As you may have seen in the media recently, the practice of ‘sexting’, which involves the sending of nude and sexually explicit images via mobile telephone, has become a common practice among teens; however, parent and teens are often unaware of the long-term social, mental and legal consequences of this behaviour. It is an issue that we can’t ignore, which is why our College Psychologist Ms Jody Sims has kindly put together a blog post to inform parents about the topic.
What is it?
Sexting is using the internet or a mobile phone for creating, sharing, sending or posting sexually explicit messages or images. Sexting can have long-term consequences for teens and adults.
Prevalence of sexting in teens
A study published in JAMA Pediatrics in 2018 showed that sexting has become more common among adolescents. This researcher examined the data on 39 previously published studies. Participants ranged in age from 12 to 17 years old. Results of their review indicated the following:
- At least 25% of teens are receiving sexually explicit texts and emails
- At least 15% are sending sexts
- More than 1 in 10 teens are forwarding sexts without consent
- About 1 in 12 teens have had sexts they’ve sent forwarded without their consent
Why do teens do it?
Teens are naturally risk takers and are often unaware of the consequences of their actions. Teens report that they often get involved in sexting due to peer pressure from friends or members of the opposite sex. For some teens it has also become part of normal behavior, and is seen as a way of flirting, getting attention, or being popular.
What are the consequences of sexting?
Sexting can have long term consequences for teens. Firstly, once photos or videos are sent to another person, even one they trust, the individual loses control of who can view and share that image. Many teens have been put in a compromising position when a supposedly private photo has been shared with other people, and subsequently becomes impossible to erase from the internet.
Secondly, teens caught sending or sharing explicit photos can be charged and potentially registered as a sex offender if they create, receive or transmit a sexualised image or video of a person under 18 even if it is consensual. This can have long-term consequences for teens, and can impact on their ability to get a job and to travel overseas.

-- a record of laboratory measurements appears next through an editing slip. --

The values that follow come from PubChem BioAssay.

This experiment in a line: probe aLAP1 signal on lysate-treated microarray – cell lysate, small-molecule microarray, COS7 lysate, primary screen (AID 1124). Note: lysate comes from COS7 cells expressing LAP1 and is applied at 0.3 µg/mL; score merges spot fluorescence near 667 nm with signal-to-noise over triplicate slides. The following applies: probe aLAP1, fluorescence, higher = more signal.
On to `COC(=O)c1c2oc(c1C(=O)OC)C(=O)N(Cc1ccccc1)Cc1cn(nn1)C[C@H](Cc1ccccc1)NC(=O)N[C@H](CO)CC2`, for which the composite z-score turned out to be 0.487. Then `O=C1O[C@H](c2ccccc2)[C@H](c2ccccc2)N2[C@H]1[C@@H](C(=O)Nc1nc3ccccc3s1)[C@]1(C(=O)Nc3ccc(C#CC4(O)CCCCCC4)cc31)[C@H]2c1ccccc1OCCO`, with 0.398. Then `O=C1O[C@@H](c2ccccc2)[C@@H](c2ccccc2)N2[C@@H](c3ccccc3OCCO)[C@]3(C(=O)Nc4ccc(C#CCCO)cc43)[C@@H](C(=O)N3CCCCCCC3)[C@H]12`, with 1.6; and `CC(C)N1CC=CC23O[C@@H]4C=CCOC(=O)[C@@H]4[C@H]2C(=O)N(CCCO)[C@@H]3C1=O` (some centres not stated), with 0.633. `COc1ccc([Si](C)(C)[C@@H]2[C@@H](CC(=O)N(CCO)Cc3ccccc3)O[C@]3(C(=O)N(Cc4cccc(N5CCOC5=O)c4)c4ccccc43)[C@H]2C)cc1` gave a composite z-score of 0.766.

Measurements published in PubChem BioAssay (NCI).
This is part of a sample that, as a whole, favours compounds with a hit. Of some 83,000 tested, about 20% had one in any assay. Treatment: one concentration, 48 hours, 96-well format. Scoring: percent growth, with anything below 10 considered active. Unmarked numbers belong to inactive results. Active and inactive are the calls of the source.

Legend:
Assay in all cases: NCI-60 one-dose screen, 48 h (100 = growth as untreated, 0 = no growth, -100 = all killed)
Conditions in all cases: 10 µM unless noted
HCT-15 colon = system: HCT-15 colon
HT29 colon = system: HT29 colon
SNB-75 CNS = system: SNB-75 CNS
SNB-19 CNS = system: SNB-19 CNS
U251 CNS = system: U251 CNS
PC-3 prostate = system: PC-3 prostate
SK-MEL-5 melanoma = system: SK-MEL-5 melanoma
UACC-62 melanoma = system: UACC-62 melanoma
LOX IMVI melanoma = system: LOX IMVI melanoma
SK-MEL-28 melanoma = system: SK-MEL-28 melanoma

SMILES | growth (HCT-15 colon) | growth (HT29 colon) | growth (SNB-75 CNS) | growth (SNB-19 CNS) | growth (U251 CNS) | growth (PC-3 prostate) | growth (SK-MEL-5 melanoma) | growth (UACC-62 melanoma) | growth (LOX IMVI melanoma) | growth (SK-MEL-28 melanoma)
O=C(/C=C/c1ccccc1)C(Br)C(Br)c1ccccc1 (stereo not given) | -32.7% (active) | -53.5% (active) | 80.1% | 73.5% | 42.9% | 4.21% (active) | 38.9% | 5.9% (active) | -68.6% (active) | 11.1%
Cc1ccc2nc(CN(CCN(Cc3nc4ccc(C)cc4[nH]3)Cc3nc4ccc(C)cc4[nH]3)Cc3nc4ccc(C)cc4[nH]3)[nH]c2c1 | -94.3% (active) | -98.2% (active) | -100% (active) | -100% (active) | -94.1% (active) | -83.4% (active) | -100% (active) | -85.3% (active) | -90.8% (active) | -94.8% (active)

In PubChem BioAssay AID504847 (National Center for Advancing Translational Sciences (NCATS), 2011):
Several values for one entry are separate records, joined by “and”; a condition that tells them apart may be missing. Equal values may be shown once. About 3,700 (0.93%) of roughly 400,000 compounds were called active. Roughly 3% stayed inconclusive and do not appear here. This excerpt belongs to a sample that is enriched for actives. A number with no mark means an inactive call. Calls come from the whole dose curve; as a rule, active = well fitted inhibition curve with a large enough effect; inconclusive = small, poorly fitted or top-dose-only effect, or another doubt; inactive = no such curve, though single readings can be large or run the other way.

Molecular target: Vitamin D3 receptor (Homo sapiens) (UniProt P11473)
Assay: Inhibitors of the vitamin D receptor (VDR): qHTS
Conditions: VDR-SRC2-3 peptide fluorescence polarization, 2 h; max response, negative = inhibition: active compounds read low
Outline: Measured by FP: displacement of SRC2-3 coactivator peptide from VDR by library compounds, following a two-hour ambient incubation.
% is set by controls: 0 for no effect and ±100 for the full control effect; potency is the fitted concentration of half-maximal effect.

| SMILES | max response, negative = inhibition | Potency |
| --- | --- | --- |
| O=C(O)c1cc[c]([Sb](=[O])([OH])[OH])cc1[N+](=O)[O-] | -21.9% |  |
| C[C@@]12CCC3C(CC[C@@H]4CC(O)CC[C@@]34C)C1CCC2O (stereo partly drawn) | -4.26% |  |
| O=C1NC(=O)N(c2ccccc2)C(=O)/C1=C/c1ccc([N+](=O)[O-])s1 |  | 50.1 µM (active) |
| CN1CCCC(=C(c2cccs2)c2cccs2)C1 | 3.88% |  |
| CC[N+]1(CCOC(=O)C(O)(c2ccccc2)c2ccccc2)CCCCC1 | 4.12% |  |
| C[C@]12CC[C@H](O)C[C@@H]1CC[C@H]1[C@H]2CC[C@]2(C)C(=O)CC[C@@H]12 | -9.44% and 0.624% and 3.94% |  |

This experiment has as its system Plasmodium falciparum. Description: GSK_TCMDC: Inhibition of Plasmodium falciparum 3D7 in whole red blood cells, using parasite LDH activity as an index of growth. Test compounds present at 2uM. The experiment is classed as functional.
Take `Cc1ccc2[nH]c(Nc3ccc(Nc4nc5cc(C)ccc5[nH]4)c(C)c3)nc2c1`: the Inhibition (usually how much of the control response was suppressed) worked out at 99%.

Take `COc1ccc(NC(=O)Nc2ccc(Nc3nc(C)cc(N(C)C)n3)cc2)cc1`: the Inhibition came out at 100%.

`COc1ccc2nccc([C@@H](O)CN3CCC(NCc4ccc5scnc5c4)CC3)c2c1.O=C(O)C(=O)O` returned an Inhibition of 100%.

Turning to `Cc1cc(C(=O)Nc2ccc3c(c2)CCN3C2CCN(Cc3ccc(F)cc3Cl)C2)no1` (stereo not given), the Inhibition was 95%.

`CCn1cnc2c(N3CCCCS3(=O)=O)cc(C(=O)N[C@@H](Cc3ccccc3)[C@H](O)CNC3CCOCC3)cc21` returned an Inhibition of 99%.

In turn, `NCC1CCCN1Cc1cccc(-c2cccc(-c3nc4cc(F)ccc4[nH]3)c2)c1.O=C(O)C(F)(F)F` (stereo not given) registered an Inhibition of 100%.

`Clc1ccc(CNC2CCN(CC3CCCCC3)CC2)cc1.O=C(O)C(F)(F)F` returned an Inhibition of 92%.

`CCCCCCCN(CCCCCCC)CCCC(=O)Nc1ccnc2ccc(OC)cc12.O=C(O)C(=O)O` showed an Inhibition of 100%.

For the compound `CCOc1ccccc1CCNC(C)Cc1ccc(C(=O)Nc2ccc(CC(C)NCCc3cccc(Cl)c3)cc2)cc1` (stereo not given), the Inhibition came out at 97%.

Thirdly, Teens who have sent photos can have long term consequences for their mental health especially if the photos are shared with other people in their peer group. An image uploaded to the internet is very difficult to remove and control. Teens who share photos with other teens can be subject to bullying and humiliation that can cause anxiety and depression.
What can parents to do to support teens?
- Talk to your teens about the dangers of sexting. Let them know that it can have long-term consequences as it is very difficult to remove an image once it is part of your digital footprint. One picture sent to a crush’s phone easily can be forwarded to friends, posted online, or printed and distributed. An image sent to a boyfriend or girlfriend could lead to problems if someone else sees it or if it distributed after a break-up.
- Talk openly about personal responsibility, personal boundaries, and how to resist peer pressure. Conversations like this should happen often — not just when problems arise.
- Explain, early and often, that a sent image or message can’t be taken back – it is permanently part of your digital footprint. It can, and likely will, spread to others who weren’t meant to see it. Discuss with teens the possible long-term consequences of sexting both legally and in terms of their future careers. Teach your teen to follow the “WWGT” (“What would grandma think?”) rule. If grandma shouldn’t see it, they shouldn’t send it.
- Finally, make it clear that there will be consequences if your kids are caught sexting. Be ready to take away devices or set limits to when and how they can use them. Although It is important to support our teens when they make mistakes such as sexting, it is also important to set boundaries to help them learn but also to protect them from making risky choices.
References and sources
For further information and advice